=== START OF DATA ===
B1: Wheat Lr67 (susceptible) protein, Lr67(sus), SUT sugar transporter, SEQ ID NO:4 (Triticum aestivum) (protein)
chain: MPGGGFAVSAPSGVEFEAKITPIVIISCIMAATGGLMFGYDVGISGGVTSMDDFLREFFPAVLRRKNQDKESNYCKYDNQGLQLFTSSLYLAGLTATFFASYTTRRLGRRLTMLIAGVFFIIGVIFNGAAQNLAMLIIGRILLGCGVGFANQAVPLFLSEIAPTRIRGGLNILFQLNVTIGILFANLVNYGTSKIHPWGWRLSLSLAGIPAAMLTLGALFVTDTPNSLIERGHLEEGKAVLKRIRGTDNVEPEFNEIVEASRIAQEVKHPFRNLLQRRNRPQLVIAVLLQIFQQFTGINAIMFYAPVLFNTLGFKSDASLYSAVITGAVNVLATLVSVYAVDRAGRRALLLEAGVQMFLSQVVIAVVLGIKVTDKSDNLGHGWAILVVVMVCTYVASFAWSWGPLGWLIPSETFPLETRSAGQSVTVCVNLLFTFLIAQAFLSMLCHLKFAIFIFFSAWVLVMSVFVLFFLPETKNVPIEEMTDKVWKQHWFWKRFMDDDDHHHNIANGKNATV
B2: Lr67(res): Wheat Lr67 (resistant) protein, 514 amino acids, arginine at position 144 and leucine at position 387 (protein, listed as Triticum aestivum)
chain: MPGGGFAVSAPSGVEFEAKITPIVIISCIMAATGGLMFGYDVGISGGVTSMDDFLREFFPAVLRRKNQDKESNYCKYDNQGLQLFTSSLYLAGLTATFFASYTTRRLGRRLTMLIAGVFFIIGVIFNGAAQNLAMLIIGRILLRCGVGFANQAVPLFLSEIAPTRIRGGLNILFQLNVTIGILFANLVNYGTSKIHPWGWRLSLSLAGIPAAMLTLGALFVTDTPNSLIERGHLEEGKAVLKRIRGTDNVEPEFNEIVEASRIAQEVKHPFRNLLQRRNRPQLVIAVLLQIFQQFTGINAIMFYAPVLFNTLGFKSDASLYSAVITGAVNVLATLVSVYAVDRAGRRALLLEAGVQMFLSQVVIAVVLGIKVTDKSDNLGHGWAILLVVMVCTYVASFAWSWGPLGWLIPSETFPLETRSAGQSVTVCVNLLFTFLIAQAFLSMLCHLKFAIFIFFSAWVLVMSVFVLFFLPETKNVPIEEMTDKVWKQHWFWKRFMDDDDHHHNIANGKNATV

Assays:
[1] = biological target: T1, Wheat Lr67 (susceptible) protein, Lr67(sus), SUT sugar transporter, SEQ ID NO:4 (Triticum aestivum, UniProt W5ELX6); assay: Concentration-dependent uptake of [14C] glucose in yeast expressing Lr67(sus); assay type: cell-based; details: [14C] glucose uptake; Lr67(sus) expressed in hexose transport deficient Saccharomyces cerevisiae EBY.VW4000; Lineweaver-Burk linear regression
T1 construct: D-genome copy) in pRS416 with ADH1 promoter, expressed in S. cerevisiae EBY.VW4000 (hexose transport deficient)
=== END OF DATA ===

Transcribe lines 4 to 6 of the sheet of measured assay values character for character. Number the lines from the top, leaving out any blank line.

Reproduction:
chain: MPGGGFAVSAPSGVEFEAKITPIVIISCIMAATGGLMFGYDVGISGGVTSMDDFLREFFPAVLRRKNQDKESNYCKYDNQGLQLFTSSLYLAGLTATFFASYTTRRLGRRLTMLIAGVFFIIGVIFNGAAQNLAMLIIGRILLRCGVGFANQAVPLFLSEIAPTRIRGGLNILFQLNVTIGILFANLVNYGTSKIHPWGWRLSLSLAGIPAAMLTLGALFVTDTPNSLIERGHLEEGKAVLKRIRGTDNVEPEFNEIVEASRIAQEVKHPFRNLLQRRNRPQLVIAVLLQIFQQFTGINAIMFYAPVLFNTLGFKSDASLYSAVITGAVNVLATLVSVYAVDRAGRRALLLEAGVQMFLSQVVIAVVLGIKVTDKSDNLGHGWAILLVVMVCTYVASFAWSWGPLGWLIPSETFPLETRSAGQSVTVCVNLLFTFLIAQAFLSMLCHLKFAIFIFFSAWVLVMSVFVLFFLPETKNVPIEEMTDKVWKQHWFWKRFMDDDDHHHNIANGKNATV

Assays:
[1] = biological target: T1, Wheat Lr67 (susceptible) protein, Lr67(sus), SUT sugar transporter, SEQ ID NO:4 (Triticum aestivum, UniProt W5ELX6); assay: Concentration-dependent uptake of [14C] glucose in yeast expressing Lr67(sus); assay type: cell-based; details: [14C] glucose uptake; Lr67(sus) expressed in hexose transport deficient Saccharomyces cerevisiae EBY.VW4000; Lineweaver-Burk linear regression